• Bristol: Small Town Living At Its Best

  • Nestled at the foot of the Green Mountains‚ Bristol is a quaint village of about 3‚800 residents. Main Street is lined with friendly village shops that satisfy every interest: antiques‚ gifts‚ home accessories and Vermont-made products such as handmade beeswax candles. Dine at restaurants with menu selections offering everything from pizza to champagne. Bristol is surrounded by serene woodlands‚ crystal clear streams and rivers and delightful mountain scenery. Four season natural beauty is within easy reach by car bike foot or fishing pole.


    BRISTOL ATTRACTIONS

    Lord's Prayer Rock

    When Joseph C. Greene was a boy and lived in South Starksboro one of his tasks was to take the logs from the mountaintop to the sawmill in Bristol. The 9 Bridges Road or the Drake Woods Road in those days was a terrifying ride. Not only were there 9 bridges to cross‚ but also the logs were big and apt to slide off the load. When he arrived at the "Big Rock" he knew his problems were over‚ so he said a little prayer and breathed a sigh of relief knowing he would once more get his load to the mill safely. Years later when he was a practicing physician in Buffalo‚ New York‚ he and his brother took a trip around the world and after seeing the hieroglyphics in Egypt‚ he decided to come home and have the Lord's Prayer chiseled on the rock that had given him peace of mind and a feeling of security when he was a boy.

    Bristol Green

    Our town green has been a central part of our village throughout its history. The Bristol Band has presented outdoor summer band concerts in the gazebo on the town green every Wednesday from June through August since shortly after the Civil War. Folks bring their lawn chairs‚ visit with their neighbors and enjoy the music. The green hosts 4th of July events‚ the Farmers’ Market‚ Movies in the Park‚ BBQs, the Bristol Harvest Festival and many other activities. The green is also home to an ADA-compliant natural playground.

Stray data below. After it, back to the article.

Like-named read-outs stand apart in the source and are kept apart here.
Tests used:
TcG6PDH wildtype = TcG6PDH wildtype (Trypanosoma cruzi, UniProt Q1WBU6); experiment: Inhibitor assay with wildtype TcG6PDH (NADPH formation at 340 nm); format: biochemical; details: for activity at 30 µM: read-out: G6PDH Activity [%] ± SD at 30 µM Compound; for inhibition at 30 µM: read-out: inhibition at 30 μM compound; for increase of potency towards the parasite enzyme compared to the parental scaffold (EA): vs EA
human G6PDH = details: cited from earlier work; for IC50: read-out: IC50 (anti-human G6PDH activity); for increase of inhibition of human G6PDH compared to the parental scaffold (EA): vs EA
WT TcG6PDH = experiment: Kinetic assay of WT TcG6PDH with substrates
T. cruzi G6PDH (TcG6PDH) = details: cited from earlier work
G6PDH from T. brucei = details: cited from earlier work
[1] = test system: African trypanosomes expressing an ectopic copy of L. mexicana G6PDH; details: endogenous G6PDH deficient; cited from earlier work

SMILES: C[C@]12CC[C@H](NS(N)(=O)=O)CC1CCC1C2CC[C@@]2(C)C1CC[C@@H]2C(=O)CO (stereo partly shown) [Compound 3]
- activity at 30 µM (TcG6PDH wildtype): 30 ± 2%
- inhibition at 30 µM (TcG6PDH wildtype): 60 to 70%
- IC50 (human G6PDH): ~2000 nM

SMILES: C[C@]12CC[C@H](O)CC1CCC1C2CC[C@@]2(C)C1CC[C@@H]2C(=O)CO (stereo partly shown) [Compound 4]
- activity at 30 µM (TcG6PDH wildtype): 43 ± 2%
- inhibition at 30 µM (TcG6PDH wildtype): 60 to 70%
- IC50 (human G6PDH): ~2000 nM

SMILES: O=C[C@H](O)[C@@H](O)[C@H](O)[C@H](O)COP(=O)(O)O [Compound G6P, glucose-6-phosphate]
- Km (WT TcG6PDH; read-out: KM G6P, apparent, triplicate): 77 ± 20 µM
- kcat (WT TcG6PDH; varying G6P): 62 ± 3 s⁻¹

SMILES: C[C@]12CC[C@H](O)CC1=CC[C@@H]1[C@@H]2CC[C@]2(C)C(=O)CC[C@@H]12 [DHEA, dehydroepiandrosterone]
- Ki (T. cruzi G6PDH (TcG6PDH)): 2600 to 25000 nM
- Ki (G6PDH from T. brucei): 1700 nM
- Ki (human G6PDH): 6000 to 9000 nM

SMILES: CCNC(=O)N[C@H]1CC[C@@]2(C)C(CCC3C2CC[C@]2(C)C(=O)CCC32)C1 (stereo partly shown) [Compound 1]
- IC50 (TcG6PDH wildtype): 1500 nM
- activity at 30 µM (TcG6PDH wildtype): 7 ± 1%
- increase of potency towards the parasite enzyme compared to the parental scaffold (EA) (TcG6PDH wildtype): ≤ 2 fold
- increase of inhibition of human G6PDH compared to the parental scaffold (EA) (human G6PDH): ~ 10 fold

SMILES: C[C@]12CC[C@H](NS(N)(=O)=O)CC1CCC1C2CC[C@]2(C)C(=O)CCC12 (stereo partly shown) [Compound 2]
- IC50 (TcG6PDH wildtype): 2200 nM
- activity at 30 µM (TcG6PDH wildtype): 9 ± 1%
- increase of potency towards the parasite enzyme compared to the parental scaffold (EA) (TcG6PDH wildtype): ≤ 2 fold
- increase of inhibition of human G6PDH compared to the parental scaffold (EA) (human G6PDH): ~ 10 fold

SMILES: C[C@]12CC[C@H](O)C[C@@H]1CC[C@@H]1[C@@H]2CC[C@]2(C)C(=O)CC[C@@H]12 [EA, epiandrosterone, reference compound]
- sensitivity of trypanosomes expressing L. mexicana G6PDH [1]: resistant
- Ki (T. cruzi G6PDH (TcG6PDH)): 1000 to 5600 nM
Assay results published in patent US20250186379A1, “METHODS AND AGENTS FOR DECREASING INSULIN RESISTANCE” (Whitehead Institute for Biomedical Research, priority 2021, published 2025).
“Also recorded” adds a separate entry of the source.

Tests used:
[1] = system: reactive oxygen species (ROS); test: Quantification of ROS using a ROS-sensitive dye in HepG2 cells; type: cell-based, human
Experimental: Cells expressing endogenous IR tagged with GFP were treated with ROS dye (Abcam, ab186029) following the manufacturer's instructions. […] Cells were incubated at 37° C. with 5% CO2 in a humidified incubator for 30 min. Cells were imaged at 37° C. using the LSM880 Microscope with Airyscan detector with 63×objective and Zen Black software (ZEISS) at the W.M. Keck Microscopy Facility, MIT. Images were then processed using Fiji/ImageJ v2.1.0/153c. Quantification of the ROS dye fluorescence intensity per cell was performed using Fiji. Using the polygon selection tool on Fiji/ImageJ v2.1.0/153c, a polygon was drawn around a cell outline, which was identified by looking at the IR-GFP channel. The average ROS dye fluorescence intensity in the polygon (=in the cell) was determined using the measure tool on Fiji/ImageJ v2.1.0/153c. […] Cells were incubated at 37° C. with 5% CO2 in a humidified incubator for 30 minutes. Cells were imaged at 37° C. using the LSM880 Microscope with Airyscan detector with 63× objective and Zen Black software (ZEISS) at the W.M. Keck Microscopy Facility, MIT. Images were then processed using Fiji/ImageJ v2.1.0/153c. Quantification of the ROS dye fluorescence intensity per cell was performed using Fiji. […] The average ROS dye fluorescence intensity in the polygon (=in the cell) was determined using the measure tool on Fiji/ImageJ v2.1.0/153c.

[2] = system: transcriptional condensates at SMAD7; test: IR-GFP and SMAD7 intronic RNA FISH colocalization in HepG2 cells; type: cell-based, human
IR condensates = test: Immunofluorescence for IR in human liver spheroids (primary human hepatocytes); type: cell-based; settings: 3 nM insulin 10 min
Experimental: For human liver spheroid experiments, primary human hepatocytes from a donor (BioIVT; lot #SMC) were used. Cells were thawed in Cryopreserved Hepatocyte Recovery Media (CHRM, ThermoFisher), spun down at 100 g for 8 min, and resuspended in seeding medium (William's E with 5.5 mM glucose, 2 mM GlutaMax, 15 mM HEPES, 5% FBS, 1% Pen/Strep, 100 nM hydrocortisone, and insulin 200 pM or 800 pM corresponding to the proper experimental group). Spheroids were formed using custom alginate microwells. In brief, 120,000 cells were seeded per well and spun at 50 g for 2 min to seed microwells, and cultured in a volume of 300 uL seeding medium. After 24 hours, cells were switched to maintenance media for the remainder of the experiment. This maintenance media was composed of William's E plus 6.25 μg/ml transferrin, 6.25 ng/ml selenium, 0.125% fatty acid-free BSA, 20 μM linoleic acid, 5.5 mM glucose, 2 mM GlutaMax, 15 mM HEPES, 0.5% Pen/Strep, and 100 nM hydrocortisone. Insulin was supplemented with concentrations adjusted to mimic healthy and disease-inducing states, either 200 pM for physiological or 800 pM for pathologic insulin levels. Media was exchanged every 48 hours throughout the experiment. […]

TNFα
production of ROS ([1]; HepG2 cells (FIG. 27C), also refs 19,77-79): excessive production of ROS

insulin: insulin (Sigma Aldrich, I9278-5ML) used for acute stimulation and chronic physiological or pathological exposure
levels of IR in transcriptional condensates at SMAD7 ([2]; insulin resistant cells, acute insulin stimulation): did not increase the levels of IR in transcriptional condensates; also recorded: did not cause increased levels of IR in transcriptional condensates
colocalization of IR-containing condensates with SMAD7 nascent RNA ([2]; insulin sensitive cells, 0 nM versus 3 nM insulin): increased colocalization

Historical Note

    The following is from the Bristol Land Record: "...in consideration of the friendship love, esteem and good will we have for the town of Bristol we quit claim a certain piece of land about 1-1/2 acres of land for the express purpose of a public common and green and it is particularly understood that the selectmen of the town or any person shall not be at liberty to erect or build any house, shop or any building or fence the same up, or encumber in any wise by rolling logs or packing lumber, stone, brick, lime, clay, earth or dig up the earth. It shall be and remain as a public common without anything being built or laid there on. Signed Luman Munson, George C. Dayfoot. Dated April 21, 1827."


    MORE ABOUT BRISTOL

    Bristol was chartered in 1762 and originally named Pocock, in honor of a distinguished English admiral of that name. The name was changed to Bristol in 1789.

    Bristol is the second largest community in Addison County. It is 30 miles south of Burlington; 12 miles north of Middlebury on Routes 116 and 17. Montpelier, the capital of Vermont‚ is a 50-minute drive; Montreal is 2.5 hours, Boston approximately 4 hours. It covers 26,880 acres with a geographic location of 70 degrees 04'W, 44 degrees 08'N; and is located 520 ft. altitude above sea level.

  • Bristol's Holley Hall
  • "Bristol Lights"